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Brazil’s Outlook for 2007

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We expect another year of status quo, but fortunately Brazil remains an investors' paradise.

BY WALTER T. MOLANO

In a ceremony marked by more pomp and circumstance, rather than the populist street celebrations of four years ago, Lula launched his second term in office—and set the stage for 2007. The thousands of destitute Brazilians that made the pilgrimage to Brasilia four years ago were noticeably absent this time. At the same time, Lula rejected Alckmin’s campaign mantra that his government and his government’s policies were populist. Nevertheless, Lula promised to accelerate the pace of economic activity to 5 percent year on year — even though he did not provide any insight as to how he would do so. Therefore, we expect another year of status quo.

The pace of Brazil’s GDP growth should accelerate slightly in 2007, to a range of about 3.5 percent y/y. Lower interest rates, with an expected SELIC rate of 11.5 percent by the end of 2007, should boost economic activity. Lula declared during his inauguration speech that he wanted to increase the level of credit to 50 percent of GDP, which means that the government will probably expand the number of collateralized consumer-lending programs—such as those that were provided to public sector workers and retirees. However, real interest rates still remain very high in Brazil, limiting the degree of credit expansion. Brazil is still traumatized by its hyperinflationary experiences of more than a decade ago, and it still pursues an austere macroeconomic policy mix. Tight monetary and fiscal policies, as well as a highly appreciated exchange rate, are the main reasons why Brazil is growing at a third of the pace of its peers.

INVESTOR'S PARADISE

Fortunately, Brazil remains an investors’ paradise. Brazilian exports continue to roar ahead, with an expected trade surplus of more than $40 billion in 2007, and international reserves of almost $100 billion by year-end. A continued rally in soft commodity prices and the expansion of the ethanol industry will boost embarkations. Brazil’s debt to GDP ratio will fall below 40 percent by the end of 2007, putting it on track for an investment grade rating. The rating agencies should approve the investment grade rating by the end of this year or the beginning of 2008.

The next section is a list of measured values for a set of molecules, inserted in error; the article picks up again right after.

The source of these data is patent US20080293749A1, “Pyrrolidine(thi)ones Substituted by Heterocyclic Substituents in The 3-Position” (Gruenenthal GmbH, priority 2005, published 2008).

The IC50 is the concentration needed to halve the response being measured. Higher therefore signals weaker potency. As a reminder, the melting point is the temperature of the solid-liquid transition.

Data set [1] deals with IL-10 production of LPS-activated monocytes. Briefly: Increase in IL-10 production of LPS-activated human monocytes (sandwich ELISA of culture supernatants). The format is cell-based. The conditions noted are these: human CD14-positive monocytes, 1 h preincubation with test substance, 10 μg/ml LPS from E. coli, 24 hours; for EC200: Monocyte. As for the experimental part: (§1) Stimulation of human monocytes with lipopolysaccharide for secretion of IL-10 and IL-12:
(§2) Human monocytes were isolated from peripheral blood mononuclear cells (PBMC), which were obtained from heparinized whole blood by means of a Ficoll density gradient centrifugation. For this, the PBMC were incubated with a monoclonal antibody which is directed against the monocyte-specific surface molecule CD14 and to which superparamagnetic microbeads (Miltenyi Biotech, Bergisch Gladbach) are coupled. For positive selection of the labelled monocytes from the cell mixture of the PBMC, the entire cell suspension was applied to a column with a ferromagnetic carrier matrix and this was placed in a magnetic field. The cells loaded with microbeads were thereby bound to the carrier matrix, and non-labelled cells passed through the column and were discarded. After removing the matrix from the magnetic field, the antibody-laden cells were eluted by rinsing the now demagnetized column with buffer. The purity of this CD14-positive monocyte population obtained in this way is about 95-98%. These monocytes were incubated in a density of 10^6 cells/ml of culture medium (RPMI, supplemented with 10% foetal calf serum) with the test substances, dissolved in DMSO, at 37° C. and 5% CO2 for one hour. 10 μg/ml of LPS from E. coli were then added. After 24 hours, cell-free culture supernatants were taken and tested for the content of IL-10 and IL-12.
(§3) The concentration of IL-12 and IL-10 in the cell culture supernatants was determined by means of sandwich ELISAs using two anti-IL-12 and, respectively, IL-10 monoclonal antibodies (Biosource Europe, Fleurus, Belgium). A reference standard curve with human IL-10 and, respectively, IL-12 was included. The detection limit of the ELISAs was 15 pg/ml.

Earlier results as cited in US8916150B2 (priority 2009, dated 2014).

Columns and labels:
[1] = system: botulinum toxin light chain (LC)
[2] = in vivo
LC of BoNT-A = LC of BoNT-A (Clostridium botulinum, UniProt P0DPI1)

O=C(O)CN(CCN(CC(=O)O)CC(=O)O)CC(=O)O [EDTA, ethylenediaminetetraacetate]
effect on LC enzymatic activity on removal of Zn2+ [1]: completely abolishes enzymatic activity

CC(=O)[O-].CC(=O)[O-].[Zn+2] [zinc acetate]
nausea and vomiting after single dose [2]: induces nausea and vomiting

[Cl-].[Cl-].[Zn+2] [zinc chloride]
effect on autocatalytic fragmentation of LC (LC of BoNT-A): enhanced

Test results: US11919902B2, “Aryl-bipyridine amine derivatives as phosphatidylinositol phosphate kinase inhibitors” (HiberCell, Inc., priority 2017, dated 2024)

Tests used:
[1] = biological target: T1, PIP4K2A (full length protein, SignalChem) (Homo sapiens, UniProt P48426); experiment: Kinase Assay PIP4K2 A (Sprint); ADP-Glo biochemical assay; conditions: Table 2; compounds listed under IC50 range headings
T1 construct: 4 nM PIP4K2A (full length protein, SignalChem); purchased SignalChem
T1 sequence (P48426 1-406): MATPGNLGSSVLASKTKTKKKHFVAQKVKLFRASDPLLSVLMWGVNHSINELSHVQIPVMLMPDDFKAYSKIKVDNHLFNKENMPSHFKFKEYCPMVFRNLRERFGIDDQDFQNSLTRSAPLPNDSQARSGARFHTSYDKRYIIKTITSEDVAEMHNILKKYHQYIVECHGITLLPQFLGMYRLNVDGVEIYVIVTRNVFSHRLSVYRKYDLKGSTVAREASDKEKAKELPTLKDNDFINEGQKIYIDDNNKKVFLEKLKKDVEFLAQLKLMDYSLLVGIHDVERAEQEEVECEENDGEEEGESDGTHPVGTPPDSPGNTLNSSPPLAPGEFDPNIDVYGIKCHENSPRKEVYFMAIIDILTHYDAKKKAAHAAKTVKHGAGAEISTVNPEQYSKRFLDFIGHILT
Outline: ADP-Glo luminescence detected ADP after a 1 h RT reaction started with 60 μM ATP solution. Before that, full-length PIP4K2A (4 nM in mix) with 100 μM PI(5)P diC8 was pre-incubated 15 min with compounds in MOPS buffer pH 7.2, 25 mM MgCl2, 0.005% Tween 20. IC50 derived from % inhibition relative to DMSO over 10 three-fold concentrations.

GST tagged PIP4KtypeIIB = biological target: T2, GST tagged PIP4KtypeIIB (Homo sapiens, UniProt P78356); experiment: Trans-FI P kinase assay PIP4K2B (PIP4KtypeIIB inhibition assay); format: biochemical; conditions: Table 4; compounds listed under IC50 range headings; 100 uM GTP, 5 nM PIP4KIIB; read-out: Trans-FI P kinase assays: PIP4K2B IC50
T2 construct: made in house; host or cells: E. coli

Although Brazil may not be the most dynamic economy in the asset class, it has a level of consistency and stability that is improving domestic conditions and assuring international investors. The size of the Brazilian economy was $711 billion at the end of 2006, almost twice as big as it was at the start of Lula’s first term in office. Likewise, Brazil’s unemployment rate was 9.5 percent at the end of 2006, versus 12.2 percent at the end of 2002. The improved purchasing power of Brazilian households is the reason why the soft portuguese patois is constantly heard throughout the high streets of London, New York and Paris.

Lula may have been a disappointment for members of the Left, but he successfully consolidated the reforms that were enacted during the 1990s. His government must now focus its resources on improving social conditions in order to expand the benefits of the commodity boom to a broader spectrum of the Brazilian population. Lula declared during his inaugural speech that he wanted to provide universal access to Brazilian universities. However, Brazil needs to focus more of its resources on improving primary education in order to raise the literacy rate. It must provide better health services, thus reducing the mortality rate, and it must modernize its infrastructure in order to reduce transportation and transaction costs. The implementation of such measures will allow Brazil to attain that golden future that always seemed to be so elusive.

Walter Molano is head of research at BCP Securities.

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